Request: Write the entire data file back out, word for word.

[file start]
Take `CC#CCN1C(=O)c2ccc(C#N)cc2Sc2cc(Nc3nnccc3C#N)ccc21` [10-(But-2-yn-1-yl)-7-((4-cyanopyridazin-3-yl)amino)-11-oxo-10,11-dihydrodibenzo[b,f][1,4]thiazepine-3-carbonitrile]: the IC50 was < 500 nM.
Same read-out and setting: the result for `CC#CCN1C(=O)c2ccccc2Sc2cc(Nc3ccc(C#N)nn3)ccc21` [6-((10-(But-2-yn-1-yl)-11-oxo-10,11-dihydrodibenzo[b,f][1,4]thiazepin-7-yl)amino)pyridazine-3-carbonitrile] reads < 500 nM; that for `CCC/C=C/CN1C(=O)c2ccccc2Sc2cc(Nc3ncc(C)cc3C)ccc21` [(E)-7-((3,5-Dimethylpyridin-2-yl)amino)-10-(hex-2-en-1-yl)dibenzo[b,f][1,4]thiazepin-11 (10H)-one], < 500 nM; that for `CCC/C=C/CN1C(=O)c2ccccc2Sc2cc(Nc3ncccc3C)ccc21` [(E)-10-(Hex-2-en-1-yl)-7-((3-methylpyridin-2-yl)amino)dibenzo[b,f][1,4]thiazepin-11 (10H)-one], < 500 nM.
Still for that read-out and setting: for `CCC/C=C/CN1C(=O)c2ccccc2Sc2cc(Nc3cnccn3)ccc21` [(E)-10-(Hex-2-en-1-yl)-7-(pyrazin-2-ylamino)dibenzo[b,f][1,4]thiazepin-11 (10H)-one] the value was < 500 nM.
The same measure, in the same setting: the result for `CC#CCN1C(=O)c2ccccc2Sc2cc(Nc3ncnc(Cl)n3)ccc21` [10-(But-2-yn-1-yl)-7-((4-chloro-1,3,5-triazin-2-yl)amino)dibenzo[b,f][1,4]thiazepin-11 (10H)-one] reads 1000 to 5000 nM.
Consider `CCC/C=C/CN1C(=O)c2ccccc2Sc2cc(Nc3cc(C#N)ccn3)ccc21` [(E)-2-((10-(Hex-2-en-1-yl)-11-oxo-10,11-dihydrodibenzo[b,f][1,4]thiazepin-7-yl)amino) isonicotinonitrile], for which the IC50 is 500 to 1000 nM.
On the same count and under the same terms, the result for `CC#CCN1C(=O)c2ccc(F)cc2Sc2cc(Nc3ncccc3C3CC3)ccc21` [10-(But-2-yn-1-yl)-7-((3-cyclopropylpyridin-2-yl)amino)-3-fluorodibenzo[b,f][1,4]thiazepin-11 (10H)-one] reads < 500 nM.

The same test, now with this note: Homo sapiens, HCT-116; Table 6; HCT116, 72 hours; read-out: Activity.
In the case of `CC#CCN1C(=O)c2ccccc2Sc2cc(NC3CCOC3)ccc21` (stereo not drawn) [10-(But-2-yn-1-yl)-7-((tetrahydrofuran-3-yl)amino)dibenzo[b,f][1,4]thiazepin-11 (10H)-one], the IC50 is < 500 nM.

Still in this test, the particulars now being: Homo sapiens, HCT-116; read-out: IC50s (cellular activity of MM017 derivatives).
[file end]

Take `CC#CCN1C(=O)c2ccc(C#N)cc2Sc2cc(Nc3nnccc3C#N)ccc21` [10-(But-2-yn-1-yl)-7-((4-cyanopyridazin-3-yl)amino)-11-oxo-10,11-dihydrodibenzo[b,f][1,4]thiazepine-3-carbonitrile]: the IC50 was < 500 nM.
Same read-out and setting: the result for `CC#CCN1C(=O)c2ccccc2Sc2cc(Nc3ccc(C#N)nn3)ccc21` [6-((10-(But-2-yn-1-yl)-11-oxo-10,11-dihydrodibenzo[b,f][1,4]thiazepin-7-yl)amino)pyridazine-3-carbonitrile] reads < 500 nM; that for `CCC/C=C/CN1C(=O)c2ccccc2Sc2cc(Nc3ncc(C)cc3C)ccc21` [(E)-7-((3,5-Dimethylpyridin-2-yl)amino)-10-(hex-2-en-1-yl)dibenzo[b,f][1,4]thiazepin-11 (10H)-one], < 500 nM; that for `CCC/C=C/CN1C(=O)c2ccccc2Sc2cc(Nc3ncccc3C)ccc21` [(E)-10-(Hex-2-en-1-yl)-7-((3-methylpyridin-2-yl)amino)dibenzo[b,f][1,4]thiazepin-11 (10H)-one], < 500 nM.
Still for that read-out and setting: for `CCC/C=C/CN1C(=O)c2ccccc2Sc2cc(Nc3cnccn3)ccc21` [(E)-10-(Hex-2-en-1-yl)-7-(pyrazin-2-ylamino)dibenzo[b,f][1,4]thiazepin-11 (10H)-one] the value was < 500 nM.
The same measure, in the same setting: the result for `CC#CCN1C(=O)c2ccccc2Sc2cc(Nc3ncnc(Cl)n3)ccc21` [10-(But-2-yn-1-yl)-7-((4-chloro-1,3,5-triazin-2-yl)amino)dibenzo[b,f][1,4]thiazepin-11 (10H)-one] reads 1000 to 5000 nM.
Consider `CCC/C=C/CN1C(=O)c2ccccc2Sc2cc(Nc3cc(C#N)ccn3)ccc21` [(E)-2-((10-(Hex-2-en-1-yl)-11-oxo-10,11-dihydrodibenzo[b,f][1,4]thiazepin-7-yl)amino) isonicotinonitrile], for which the IC50 is 500 to 1000 nM.
On the same count and under the same terms, the result for `CC#CCN1C(=O)c2ccc(F)cc2Sc2cc(Nc3ncccc3C3CC3)ccc21` [10-(But-2-yn-1-yl)-7-((3-cyclopropylpyridin-2-yl)amino)-3-fluorodibenzo[b,f][1,4]thiazepin-11 (10H)-one] reads < 500 nM.

The same test, now with this note: Homo sapiens, HCT-116; Table 6; HCT116, 72 hours; read-out: Activity.
In the case of `CC#CCN1C(=O)c2ccccc2Sc2cc(NC3CCOC3)ccc21` (stereo not drawn) [10-(But-2-yn-1-yl)-7-((tetrahydrofuran-3-yl)amino)dibenzo[b,f][1,4]thiazepin-11 (10H)-one], the IC50 is < 500 nM.

Still in this test, the particulars now being: Homo sapiens, HCT-116; read-out: IC50s (cellular activity of MM017 derivatives).